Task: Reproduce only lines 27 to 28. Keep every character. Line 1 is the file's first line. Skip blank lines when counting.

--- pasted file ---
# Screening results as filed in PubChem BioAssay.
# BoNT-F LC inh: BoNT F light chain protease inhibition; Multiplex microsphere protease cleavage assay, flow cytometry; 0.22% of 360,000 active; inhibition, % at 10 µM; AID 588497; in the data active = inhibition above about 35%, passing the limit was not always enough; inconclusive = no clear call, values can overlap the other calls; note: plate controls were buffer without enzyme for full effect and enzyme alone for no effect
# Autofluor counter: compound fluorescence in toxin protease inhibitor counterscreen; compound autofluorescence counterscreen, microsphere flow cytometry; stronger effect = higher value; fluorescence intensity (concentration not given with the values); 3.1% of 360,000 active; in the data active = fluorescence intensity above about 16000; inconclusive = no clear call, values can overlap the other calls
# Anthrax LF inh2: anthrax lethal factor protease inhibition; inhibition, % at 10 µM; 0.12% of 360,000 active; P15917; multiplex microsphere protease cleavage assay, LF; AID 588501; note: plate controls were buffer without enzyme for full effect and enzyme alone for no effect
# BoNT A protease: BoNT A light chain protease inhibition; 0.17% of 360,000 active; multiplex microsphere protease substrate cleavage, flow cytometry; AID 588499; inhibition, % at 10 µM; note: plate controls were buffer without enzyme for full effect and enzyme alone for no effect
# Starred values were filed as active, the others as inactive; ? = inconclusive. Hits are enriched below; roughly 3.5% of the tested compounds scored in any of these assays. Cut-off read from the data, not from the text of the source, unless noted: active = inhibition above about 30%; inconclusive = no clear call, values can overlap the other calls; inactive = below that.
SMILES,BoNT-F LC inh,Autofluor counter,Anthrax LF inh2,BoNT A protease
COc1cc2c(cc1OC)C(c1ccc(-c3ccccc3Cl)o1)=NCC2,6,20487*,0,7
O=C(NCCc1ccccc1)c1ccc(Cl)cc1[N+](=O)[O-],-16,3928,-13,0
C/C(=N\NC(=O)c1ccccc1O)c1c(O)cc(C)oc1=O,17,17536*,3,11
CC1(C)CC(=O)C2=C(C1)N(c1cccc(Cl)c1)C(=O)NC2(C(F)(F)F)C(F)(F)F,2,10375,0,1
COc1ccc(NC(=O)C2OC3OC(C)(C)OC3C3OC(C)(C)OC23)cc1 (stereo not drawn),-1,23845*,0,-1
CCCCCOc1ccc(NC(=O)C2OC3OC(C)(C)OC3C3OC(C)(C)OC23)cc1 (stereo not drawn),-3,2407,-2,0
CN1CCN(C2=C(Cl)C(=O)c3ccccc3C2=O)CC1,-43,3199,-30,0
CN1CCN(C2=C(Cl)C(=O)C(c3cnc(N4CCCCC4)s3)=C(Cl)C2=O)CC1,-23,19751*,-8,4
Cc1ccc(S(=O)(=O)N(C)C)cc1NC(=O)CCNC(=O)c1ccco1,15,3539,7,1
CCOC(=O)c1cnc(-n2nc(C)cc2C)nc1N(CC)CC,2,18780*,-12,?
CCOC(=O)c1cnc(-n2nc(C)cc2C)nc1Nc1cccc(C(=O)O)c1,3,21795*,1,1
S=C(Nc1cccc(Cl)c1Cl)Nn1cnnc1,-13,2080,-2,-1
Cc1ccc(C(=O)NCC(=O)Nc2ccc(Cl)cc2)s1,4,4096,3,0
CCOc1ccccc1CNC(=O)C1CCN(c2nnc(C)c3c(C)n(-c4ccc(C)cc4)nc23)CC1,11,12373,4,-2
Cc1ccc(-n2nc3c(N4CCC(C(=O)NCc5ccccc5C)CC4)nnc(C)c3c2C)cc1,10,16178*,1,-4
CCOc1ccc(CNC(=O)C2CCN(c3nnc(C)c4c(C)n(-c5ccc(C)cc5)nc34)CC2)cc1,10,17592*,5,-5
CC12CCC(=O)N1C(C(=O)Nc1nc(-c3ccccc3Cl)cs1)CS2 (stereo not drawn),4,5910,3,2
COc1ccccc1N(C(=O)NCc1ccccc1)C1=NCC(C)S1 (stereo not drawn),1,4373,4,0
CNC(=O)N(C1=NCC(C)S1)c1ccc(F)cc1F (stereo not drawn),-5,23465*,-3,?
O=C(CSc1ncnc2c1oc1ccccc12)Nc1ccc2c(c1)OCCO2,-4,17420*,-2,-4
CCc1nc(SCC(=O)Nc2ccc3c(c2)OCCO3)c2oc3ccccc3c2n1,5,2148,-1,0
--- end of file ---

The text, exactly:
O=C(CSc1ncnc2c1oc1ccccc12)Nc1ccc2c(c1)OCCO2,-4,17420*,-2,-4
CCc1nc(SCC(=O)Nc2ccc3c(c2)OCCO3)c2oc3ccccc3c2n1,5,2148,-1,0